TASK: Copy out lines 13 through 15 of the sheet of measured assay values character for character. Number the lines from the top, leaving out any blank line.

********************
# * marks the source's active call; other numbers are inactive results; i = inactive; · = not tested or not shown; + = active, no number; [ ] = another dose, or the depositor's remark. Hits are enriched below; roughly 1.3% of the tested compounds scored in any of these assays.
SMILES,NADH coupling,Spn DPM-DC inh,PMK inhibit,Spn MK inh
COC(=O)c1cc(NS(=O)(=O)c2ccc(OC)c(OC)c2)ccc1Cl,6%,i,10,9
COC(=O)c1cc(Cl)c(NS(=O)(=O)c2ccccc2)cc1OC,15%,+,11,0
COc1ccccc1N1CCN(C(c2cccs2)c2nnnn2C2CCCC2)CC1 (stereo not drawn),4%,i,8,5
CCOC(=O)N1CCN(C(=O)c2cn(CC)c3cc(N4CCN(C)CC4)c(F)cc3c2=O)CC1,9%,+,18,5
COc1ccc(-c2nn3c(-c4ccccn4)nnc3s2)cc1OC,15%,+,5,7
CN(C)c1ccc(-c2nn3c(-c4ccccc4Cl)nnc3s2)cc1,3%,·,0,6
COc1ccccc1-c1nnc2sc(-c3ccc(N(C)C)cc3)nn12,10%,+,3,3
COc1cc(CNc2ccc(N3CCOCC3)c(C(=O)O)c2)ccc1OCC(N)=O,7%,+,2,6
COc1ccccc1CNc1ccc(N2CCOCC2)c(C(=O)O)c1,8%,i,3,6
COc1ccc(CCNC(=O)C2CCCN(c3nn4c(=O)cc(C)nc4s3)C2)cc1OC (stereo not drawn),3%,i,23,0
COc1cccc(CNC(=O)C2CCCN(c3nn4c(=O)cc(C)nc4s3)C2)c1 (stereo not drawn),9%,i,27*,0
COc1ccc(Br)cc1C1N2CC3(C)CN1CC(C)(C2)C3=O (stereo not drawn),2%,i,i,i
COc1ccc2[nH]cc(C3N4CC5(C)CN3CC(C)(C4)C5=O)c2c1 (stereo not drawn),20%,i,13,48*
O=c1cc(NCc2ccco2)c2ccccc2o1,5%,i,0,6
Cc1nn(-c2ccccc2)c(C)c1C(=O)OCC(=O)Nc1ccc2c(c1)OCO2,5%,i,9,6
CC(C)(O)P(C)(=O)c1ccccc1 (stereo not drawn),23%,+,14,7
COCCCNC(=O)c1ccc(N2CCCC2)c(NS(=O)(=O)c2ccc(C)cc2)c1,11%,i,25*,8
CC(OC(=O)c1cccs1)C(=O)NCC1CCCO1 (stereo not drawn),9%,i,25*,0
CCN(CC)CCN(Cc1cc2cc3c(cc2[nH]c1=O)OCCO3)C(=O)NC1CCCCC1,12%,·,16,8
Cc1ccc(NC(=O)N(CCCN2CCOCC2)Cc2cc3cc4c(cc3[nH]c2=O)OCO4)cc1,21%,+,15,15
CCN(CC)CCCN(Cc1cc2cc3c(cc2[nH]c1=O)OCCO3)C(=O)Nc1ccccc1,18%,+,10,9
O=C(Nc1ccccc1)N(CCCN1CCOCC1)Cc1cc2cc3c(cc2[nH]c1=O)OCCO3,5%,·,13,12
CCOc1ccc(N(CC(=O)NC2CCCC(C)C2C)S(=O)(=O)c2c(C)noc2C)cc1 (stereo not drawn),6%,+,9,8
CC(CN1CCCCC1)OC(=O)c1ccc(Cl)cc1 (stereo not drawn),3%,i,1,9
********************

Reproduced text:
COc1cccc(CNC(=O)C2CCCN(c3nn4c(=O)cc(C)nc4s3)C2)c1 (stereo not drawn),9%,i,27*,0
COc1ccc(Br)cc1C1N2CC3(C)CN1CC(C)(C2)C3=O (stereo not drawn),2%,i,i,i
COc1ccc2[nH]cc(C3N4CC5(C)CN3CC(C)(C4)C5=O)c2c1 (stereo not drawn),20%,i,13,48*